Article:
“Finding a place to live is key because space is premium,” Carpenter says. “Have a game plan when you come up here.”
Luckily, there are many ways to apartment hunt even before arriving in the city. Websites and services like Craigslist and Facebook’s Gypsy Housing are free to browse, and sometimes shelling out extra bucks for a broker is worth it and can save stress. Some of the less expensive places to live in NYC are in the outer boroughs, so dancers shouldn’t dismiss the idea of living there. It’s still just a subway ride away from Manhattan.
Finding a way to make money is crucial, too, and dancers may have to accept that they may not score that dream Broadway job within the first week.
“I started right away working full-time at a chocolate shop in Chelsea, while taking ballet classes in the afternoon,” Seda says. “I would come home to check for auditions for guest dancers and then check how to get to the audition. I had to consult the city street map, the subway map and the bus map every day. My day would start at 6 a.m. and finish at midnight. I had no money in my pocket, just enough for my rent, subway, coffee and a quick lunch. Those were very stressful times.”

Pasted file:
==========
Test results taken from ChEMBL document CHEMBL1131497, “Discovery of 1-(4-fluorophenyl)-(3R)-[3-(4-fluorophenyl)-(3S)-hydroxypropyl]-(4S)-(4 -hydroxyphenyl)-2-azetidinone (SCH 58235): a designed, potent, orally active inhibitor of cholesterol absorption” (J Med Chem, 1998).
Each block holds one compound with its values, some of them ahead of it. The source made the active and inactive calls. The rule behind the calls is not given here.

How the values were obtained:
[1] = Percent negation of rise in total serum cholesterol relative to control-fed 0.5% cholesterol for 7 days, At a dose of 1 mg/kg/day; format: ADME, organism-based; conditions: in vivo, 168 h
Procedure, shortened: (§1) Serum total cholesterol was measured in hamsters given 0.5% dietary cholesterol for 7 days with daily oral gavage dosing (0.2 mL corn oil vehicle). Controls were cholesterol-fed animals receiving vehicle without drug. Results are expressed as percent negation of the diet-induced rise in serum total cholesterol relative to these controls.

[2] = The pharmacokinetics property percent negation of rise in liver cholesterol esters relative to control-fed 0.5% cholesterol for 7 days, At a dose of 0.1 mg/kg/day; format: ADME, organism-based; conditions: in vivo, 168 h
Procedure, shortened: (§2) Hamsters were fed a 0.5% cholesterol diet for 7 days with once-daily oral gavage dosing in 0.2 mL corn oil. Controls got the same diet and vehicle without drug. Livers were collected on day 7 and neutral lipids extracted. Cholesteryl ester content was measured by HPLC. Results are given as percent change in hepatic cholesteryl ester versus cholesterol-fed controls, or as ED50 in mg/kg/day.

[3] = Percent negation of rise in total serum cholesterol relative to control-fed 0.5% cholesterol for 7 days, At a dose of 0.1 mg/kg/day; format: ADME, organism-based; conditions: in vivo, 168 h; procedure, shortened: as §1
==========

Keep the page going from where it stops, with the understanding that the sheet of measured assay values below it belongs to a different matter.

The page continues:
Likewise, Novoa says she took a part-time position as a chemistry researcher and supplemented her income with tutoring to make ends meet. “It took about four to five months to really settle in and get financially stable,” she says. “Of course, I didn’t have a ton of money, but I could cover my bills and groceries.”
Carpenter, who had clerical skills under her belt, worked in offices when she first arrived. She also got a scholarship at the David Howard Dance Center (DHDC), where she was able to take class next to dancers from every major ballet company.